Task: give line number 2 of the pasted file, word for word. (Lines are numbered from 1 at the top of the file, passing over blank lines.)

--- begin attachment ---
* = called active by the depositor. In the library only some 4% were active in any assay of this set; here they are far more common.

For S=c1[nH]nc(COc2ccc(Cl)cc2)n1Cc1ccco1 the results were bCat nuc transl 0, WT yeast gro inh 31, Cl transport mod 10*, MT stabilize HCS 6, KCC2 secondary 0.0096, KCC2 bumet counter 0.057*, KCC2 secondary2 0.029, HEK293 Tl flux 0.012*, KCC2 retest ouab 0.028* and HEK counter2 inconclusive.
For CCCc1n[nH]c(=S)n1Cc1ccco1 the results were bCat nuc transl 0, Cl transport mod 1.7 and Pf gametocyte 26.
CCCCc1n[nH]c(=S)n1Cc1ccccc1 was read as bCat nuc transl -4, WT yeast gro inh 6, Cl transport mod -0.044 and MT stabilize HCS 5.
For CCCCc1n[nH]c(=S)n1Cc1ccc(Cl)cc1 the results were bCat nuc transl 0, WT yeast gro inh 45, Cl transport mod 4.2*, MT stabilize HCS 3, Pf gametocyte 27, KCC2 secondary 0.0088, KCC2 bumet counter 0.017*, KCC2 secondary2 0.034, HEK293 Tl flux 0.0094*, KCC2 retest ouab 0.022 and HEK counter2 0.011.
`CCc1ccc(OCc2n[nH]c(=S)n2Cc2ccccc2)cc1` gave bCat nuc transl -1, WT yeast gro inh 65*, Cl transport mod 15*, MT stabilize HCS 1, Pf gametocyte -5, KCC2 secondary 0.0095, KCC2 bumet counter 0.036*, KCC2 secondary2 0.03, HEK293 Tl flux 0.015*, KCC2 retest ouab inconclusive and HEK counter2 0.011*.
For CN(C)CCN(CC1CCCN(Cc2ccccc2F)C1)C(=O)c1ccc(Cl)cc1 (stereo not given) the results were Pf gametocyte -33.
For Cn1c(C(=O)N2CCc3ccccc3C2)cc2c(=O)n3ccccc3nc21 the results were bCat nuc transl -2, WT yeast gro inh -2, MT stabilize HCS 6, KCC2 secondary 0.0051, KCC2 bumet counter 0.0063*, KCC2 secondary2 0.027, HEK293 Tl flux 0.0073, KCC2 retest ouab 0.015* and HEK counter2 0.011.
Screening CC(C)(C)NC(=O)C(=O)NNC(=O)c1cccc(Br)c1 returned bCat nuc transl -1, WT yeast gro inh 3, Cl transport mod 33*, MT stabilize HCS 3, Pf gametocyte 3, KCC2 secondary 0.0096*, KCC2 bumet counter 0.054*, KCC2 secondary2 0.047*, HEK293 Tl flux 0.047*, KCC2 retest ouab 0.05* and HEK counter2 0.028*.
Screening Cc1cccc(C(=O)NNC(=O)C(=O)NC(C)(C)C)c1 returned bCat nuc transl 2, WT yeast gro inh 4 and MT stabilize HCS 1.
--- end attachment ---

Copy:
For S=c1[nH]nc(COc2ccc(Cl)cc2)n1Cc1ccco1 the results were bCat nuc transl 0, WT yeast gro inh 31, Cl transport mod 10*, MT stabilize HCS 6, KCC2 secondary 0.0096, KCC2 bumet counter 0.057*, KCC2 secondary2 0.029, HEK293 Tl flux 0.012*, KCC2 retest ouab 0.028* and HEK counter2 inconclusive.